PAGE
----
History of Management of Positional Plagiocephaly in Children
Understanding of Disease
1981 – Description of positional plagiocephaly: Positional plagiocephaly was recognized several decades ago but received little attention due to a prevalence of only approximately 1 in 300 (6).
1992 – Back-to-sleep campaign: Positional plagiocephaly has become much more common since 1992. This increase in prevalence to approximately 19.7% at 4 months of age is likely secondary to the AAP Task Force on Infant Positioning and SIDS recommendation that healthy infants be positioned on their backs when put down for sleep (1, 2, 3, 26, 35).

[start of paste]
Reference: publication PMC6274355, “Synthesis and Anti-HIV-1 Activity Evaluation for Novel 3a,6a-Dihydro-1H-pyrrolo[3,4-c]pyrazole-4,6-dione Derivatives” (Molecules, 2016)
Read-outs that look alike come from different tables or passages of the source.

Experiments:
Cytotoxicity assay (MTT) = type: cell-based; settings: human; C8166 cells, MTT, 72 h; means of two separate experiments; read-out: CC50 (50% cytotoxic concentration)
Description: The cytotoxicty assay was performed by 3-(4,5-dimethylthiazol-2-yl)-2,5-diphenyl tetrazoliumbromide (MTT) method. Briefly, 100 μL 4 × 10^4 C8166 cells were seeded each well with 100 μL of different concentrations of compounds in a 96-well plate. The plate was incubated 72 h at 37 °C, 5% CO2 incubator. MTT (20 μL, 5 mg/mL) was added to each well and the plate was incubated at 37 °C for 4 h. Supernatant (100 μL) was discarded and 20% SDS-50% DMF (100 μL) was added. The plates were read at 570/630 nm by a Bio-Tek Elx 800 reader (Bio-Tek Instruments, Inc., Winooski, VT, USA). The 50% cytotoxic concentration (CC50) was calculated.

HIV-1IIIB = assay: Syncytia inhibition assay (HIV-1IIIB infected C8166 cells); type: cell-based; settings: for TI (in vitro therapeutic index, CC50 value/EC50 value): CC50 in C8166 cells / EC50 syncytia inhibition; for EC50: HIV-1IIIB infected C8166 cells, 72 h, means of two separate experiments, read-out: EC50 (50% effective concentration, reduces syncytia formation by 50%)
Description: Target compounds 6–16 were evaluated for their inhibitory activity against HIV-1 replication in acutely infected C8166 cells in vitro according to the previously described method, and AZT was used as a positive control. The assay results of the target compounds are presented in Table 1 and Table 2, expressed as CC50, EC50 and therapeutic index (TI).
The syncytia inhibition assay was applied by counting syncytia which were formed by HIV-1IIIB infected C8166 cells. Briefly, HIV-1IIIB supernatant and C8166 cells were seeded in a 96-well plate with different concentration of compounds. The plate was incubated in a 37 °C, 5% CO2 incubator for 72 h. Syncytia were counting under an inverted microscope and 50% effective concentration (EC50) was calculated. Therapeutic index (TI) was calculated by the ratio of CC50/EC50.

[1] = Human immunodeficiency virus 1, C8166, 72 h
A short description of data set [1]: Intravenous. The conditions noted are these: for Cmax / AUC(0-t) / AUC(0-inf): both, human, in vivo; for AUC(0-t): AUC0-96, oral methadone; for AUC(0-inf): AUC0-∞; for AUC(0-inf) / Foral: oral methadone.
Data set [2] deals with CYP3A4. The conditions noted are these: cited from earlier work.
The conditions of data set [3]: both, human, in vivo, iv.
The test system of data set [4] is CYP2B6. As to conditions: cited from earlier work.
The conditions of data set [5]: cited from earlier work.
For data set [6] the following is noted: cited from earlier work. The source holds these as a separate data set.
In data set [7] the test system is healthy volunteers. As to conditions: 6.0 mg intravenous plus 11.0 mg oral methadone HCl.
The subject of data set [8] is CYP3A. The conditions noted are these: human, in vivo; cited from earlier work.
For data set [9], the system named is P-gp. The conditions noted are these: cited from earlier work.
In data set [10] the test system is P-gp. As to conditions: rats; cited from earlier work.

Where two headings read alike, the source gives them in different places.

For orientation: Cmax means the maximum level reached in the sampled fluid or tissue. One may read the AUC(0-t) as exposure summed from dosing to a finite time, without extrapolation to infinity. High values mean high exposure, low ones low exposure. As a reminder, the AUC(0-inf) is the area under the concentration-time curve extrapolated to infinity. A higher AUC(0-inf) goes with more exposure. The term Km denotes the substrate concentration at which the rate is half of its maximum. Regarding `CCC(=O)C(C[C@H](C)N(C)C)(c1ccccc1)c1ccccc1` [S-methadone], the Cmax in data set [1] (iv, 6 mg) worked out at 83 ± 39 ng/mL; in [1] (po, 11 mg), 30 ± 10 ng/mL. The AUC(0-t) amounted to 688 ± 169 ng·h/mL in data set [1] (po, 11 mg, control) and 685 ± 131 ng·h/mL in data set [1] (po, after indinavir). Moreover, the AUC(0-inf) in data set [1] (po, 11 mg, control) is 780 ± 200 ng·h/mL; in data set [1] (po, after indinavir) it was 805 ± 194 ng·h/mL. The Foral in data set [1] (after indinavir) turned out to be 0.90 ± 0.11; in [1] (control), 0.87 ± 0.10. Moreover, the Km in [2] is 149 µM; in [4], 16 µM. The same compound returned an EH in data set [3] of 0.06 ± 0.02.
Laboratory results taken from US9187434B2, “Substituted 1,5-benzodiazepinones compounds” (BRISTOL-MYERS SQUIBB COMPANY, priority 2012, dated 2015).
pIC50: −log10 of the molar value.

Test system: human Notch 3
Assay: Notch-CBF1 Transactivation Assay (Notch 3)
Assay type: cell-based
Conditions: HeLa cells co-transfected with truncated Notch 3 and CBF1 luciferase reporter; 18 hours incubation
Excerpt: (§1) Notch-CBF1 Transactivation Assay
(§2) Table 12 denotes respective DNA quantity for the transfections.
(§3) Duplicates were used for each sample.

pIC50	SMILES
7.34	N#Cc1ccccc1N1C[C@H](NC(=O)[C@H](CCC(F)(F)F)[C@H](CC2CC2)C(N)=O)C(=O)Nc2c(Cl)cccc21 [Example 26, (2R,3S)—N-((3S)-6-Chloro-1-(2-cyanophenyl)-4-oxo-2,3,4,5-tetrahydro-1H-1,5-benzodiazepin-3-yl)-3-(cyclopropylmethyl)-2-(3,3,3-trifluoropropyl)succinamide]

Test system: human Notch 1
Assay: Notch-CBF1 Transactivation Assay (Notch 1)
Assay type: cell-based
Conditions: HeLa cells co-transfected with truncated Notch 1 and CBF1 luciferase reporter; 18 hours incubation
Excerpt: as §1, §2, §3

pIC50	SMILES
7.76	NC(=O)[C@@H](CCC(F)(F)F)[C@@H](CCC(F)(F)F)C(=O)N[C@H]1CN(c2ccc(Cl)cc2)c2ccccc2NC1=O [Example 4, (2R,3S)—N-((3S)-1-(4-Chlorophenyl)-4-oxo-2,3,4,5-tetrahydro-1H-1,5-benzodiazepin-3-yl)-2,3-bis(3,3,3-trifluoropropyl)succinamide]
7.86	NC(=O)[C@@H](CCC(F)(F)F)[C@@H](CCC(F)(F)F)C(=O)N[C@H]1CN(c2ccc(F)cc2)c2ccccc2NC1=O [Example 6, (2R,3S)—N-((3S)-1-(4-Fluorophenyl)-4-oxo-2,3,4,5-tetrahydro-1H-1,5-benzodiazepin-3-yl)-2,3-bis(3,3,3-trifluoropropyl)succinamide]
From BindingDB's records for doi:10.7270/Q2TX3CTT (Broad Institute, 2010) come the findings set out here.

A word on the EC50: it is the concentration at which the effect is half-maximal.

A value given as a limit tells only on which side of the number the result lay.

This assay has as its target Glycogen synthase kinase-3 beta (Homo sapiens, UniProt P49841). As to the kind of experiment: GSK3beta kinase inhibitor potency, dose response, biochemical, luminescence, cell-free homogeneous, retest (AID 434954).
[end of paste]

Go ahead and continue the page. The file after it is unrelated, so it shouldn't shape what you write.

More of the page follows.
Cranial orthotics for severe or refractory cases: For those infants with severe positional plagiocephaly or those that fail to improve with repositioning by 6 months of age, many can be treated with cranial orthotic devices, also known as cranial bands or helmets. The cranial orthotic is typically worn 23 hours per day, for 3 months or longer.
Surgery not typically used: Since there is rarely a role for surgery in the management of positional plagiocephaly, the only evolution in the surgical treatment of this condition has been its abandonment in all but the most unusual cases.